1

Firstly, note that the Gaussian policies you describe are not equivalent to $\epsilon$-greedy, mainly for this reason: for a fixed policy, the policy's variance in the Gaussian case depends on the state, while in the $\epsilon$-greedy case it does not. Right off the bat, the Gaussian policy should achieve less regret than $\epsilon$-greedy. Other approaches ...


2

How much the $Q$-values change does not depend on the value of $\epsilon$, rather the value of $\epsilon$ dictates how likely you are to take a random action and thus take an action that could give rise to a large TD error -- that is a large difference between the returns you expected from taking this action as to what you actually observed. How much the $Q$-...


2

This update rule can still be applied in the continuous domain. As pointed out in the comments, suppose we are parameterising our policy using a Gaussian distribution, where our neural networks take as input the state we are in and output the parameters of a Gaussian distribution, the mean and the standard deviation which we will denote as $\mu(s, \theta)$ ...


0

This is more meant like a comment to the previous answer. I also originally thought that $$ \nabla_{\theta}\log \pi_{\theta}(f_{\theta}(\varepsilon, s)\mid s) = \nabla_{a}\log\pi_{\theta}(a\mid s)\vert_{a=f_{\theta}(\varepsilon,s)}\nabla_{\theta}f_{\theta}(\varepsilon, s), $$ instead of $$ \nabla_{\theta}\log \pi_{\theta}(f_{\theta}(\varepsilon, s)\mid s) = \...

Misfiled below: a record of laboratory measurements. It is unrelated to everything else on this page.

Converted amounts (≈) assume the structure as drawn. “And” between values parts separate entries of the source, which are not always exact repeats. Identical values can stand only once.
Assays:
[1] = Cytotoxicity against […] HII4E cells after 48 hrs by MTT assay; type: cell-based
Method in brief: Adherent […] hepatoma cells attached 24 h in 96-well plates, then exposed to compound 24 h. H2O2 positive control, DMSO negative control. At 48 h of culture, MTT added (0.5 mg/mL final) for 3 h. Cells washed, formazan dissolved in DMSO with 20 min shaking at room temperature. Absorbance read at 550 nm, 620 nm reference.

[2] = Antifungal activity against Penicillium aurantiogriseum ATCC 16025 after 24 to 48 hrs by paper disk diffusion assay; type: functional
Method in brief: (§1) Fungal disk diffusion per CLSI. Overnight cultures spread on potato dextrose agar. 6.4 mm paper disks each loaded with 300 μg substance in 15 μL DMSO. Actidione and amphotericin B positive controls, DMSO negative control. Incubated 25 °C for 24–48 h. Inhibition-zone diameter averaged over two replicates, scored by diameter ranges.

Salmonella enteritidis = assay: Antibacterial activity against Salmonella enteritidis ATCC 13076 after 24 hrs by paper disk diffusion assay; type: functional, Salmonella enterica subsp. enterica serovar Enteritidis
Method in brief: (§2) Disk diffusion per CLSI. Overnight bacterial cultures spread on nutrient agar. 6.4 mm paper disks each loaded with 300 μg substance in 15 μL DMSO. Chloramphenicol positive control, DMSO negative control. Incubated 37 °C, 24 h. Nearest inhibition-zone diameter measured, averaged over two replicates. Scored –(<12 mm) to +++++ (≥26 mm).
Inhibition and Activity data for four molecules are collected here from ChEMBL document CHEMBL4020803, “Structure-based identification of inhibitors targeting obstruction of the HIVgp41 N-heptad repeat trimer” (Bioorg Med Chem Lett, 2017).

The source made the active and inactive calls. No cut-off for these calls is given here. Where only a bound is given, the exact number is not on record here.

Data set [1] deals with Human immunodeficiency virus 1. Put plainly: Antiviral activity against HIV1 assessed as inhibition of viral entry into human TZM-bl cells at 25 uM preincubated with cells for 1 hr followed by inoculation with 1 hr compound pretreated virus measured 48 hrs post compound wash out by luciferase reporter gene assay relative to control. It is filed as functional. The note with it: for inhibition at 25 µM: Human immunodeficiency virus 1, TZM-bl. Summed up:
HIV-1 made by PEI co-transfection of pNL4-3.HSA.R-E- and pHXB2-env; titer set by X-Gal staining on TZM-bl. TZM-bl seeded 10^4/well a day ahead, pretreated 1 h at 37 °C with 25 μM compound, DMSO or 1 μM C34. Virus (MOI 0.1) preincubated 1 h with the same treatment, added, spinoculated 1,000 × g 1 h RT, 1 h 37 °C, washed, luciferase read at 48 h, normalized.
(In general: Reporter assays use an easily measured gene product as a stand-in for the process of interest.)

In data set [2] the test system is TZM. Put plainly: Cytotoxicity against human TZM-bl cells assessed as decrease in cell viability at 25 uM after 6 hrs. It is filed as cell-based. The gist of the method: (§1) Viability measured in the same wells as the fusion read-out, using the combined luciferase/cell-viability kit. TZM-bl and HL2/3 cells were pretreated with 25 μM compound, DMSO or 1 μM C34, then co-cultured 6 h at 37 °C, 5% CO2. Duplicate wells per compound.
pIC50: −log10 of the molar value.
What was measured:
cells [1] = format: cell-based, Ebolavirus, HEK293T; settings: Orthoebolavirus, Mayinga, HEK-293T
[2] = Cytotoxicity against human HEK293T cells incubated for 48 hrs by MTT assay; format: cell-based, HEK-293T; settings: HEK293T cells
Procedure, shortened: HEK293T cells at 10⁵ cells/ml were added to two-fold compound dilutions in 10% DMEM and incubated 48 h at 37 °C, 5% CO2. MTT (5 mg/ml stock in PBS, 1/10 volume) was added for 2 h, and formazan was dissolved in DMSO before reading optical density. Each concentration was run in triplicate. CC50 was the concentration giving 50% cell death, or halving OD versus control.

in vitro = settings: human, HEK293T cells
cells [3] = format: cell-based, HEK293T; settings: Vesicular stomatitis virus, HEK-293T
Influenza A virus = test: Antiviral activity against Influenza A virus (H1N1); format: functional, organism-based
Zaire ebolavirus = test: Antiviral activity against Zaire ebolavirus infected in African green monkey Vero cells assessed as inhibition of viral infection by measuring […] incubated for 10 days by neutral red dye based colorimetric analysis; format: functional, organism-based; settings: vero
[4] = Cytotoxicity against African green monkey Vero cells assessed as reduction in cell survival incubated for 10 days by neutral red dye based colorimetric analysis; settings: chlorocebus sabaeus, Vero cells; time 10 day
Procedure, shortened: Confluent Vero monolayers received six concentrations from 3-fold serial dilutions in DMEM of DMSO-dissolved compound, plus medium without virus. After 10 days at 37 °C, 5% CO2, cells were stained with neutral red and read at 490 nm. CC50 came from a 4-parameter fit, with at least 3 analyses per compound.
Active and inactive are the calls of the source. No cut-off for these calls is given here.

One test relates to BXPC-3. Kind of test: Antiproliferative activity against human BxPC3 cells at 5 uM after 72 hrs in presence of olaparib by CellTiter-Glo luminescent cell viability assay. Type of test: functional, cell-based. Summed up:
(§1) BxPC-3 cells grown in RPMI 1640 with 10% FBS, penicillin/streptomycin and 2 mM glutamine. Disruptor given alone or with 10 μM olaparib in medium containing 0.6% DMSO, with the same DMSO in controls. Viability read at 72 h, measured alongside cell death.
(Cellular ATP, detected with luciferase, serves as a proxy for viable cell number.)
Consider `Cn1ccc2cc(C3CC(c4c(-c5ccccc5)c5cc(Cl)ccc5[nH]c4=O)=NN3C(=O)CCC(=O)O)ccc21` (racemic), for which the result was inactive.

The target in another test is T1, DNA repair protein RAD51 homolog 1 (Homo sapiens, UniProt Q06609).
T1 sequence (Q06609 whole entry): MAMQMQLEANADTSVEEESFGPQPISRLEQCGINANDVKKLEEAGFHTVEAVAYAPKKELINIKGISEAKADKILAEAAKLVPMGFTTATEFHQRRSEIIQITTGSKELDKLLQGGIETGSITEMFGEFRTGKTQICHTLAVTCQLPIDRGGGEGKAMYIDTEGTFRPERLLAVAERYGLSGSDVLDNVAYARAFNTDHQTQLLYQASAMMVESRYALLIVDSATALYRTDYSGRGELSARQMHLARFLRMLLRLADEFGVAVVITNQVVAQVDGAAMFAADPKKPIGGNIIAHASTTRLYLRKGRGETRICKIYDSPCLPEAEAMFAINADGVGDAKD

0

I think this question is hinting at the problem of choosing an exploration strategy. The simplest strategy is to use the so called epsilon-greedy strategy (or $\epsilon$-greedy). This means that you select an action at random $x$ percent of the times that an agent has to select an action. The other times, the agent takes the action that its current policy ...


0

I think it makes sense to use a Conv2D net for evaluating each position where you have different input channels for each figure type on the board. For example one channel for pawns: an 8x8 matrix with 1's where there are white pawns, and -1's where there are black pawns. the rest should be 0. Also input channels for bishops, knights etc... and then ...


1

It is not 100% clear, but this seems like an instance of catastrophic forgetting. This is something that often impacts reinforcement learning. I have answered a very similar question on Data Science stack exchange, and reproduce the same answer here. This is called "catastrophic forgetting" and can be a serious problem in many RL scenarios. If you ...


2

In short, you don't regret your bad luck that you could do nothing about, you regret your bad choices that you could have done something about if only you knew. The point of regret as a metric therefore is to compare your choices with the ideal choices. This makes sense in MABs, because although the primary goal is to gain the most reward, the learning part ...


4

Q-learning is said to be "model-free". Given the two examples above, is it because neither the lake's topology nor that of the mountain are changed by the actions taken? No. That's not why Q-learning is model-free. Q-learning assumes that the underlying environment (FrozenLake or MountainCar, for example) can be modelled as a Markov decision ...